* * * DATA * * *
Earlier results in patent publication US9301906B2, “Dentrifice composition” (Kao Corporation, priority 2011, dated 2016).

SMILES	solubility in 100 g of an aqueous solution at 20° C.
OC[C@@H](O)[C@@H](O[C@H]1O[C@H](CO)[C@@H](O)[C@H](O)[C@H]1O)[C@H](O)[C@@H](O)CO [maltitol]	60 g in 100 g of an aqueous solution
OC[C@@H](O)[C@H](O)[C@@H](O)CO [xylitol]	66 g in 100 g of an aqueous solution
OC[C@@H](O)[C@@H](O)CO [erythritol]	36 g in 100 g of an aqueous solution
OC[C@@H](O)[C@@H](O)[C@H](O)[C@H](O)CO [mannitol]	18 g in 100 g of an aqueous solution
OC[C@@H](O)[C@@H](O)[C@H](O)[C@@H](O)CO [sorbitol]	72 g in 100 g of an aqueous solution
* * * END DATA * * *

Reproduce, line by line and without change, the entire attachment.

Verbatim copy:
Earlier results in patent publication US9301906B2, “Dentrifice composition” (Kao Corporation, priority 2011, dated 2016).

SMILES	solubility in 100 g of an aqueous solution at 20° C.
OC[C@@H](O)[C@@H](O[C@H]1O[C@H](CO)[C@@H](O)[C@H](O)[C@H]1O)[C@H](O)[C@@H](O)CO [maltitol]	60 g in 100 g of an aqueous solution
OC[C@@H](O)[C@H](O)[C@@H](O)CO [xylitol]	66 g in 100 g of an aqueous solution
OC[C@@H](O)[C@@H](O)CO [erythritol]	36 g in 100 g of an aqueous solution
OC[C@@H](O)[C@@H](O)[C@H](O)[C@H](O)CO [mannitol]	18 g in 100 g of an aqueous solution
OC[C@@H](O)[C@@H](O)[C@H](O)[C@@H](O)CO [sorbitol]	72 g in 100 g of an aqueous solution